Tuesday, December 1, 2020

Trappers Canoe Restoration: Stripping the interior

 One of the least enjoyable parts of any canoe restoration is the stripping of the old interior varnish. It takes time, uses smelly chemicals and cannot be rushed. This boat is made worse by the fact that the interior was coated in heavy layers of green paint. Performing the work outside is a must and during a warm stint here in the city, I set up to commence the necessary work. 


I've never stripped a canoe before, but a suggestion to first use a heat gun and scraper to remove the top layers of paint was suggested on an online forum. I started on a heavily painted section along the bilge and sure enough, most of the paint softened up and could be carefully scraped off without scratching up the delicate cedar ribs and planking. After cleaning up a small section about a foot wide, I tested out the chemical stripper in the area and the results were pretty good...



Working section by section, some parts of the hull were left with stubborn bits of paint after being scraped with heat. They required at least two treatments of chemical stripper before getting rid of the green paint leaving behind a sludge that looked like creamed spinach.


In order to access the spots under the seats, they needed to be removed. Unfortunately the steel carriage bolts securing them in place had corroded significantly and were a real chore to remove. I had to cut some of them with an angle grinder. Pounding them out with a hammer they seemed to get stuck in the inwale. So I ended up drilling a deep hole in the heads and then placing my pyrography pen set a full heat into the spot in order to heat up the bolts. It worked pretty well. At one point my finger tip touched the bottom of the cut bolt and I got a serious blistered burn.


The board covering the broken cane on the bow seat was easily removed. It seems the plank was also serving a structural purpose because the seat fell apart once removed from the hull. 


In order for the hull to maintain some of its shape, I kept one crossbar of the seat at the bow while stripping the other end. Here is the result at the halfway point...


 
Work progressed pretty well during a sunny period and I managed to get most of the remaining hull cleaned up. Difficult to reach spots at the ends will need to be removed once the decks have been taken out but that will wait until spring...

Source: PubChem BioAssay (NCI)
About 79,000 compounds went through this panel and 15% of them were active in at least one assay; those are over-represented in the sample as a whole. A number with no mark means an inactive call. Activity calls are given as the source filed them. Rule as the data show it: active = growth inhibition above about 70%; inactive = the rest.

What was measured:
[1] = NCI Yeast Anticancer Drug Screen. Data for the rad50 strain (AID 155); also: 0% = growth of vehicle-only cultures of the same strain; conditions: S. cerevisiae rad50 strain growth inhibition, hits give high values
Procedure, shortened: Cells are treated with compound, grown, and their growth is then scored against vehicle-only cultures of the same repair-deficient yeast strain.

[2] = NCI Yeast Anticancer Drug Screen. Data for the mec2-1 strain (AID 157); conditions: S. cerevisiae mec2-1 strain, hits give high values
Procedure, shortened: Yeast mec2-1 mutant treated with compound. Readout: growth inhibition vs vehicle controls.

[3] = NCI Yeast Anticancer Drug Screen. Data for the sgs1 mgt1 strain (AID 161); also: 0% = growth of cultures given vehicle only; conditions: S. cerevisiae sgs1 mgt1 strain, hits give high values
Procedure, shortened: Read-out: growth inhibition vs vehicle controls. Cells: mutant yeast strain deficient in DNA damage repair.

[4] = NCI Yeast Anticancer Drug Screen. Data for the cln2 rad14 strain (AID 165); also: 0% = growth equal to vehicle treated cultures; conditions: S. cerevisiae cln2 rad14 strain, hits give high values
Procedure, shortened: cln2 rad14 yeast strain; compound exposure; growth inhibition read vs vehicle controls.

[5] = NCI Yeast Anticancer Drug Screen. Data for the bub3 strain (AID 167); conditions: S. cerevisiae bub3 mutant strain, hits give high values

Just before the weather turned and snow + rain fell here in the city, I re-attached the outwales and put the bow seat back on with temporary bronze bolts in place. Still need to strip the rails and the deck on one end but now that snow is finally here, the work on the canoe has come to halt and it is being stored in a covered shelter for the winter.










Wednesday, November 25, 2020

Pair of Side Chip Carved Penobscot Paddles

A gorgeous pair of Penobscot Paddles is up for sale on 1stDibs.com. Dated to the 2nd half of the 19th Century, the paddles were varnished at one point in their lifetime and are now feature a heavily crackled surface. The seller cannot identify the wood species as it has darkened considerably due to age.


Maine
Length: 69 inches
Blade width: 6 inches
Date: Second half of the 19th century
Materials: Long grain hard wood.
Condition: Excellent. The brown varnish surface is deeply patinated with a beautifully crackled surface.
Comments: Both paddles are finely chip carved on both sides of the paddle handles and uniquely chip carved along the handle edges of each. The chip carved designs are classic, ancient, Algonquin symbols.
Source Link


The grip areas feature subtle carving symbols along the grip face, with one featuring the sun circular sun and and a crescent moon on opposing sides.






 Most unique are the geometric chip carvings along the thin edges of the elongated grips. Most certainly these were carved by the hands of a master paddle maker.





Sunday, November 22, 2020

Trapper Canoe Restoration: Removing Fiberglass from the hull

Luckily, this canoe's experiment with fibreglass happened in the 1960's when polyester resins were used in the process. This meant that over time the glass would become more brittle and could (in theory) be easily removed by applying heat to soften the structure. Apparently epoxy resins used since the 80s are much more adhesive and stick aggressively to the planking making removal much more labour intensive if not impossible.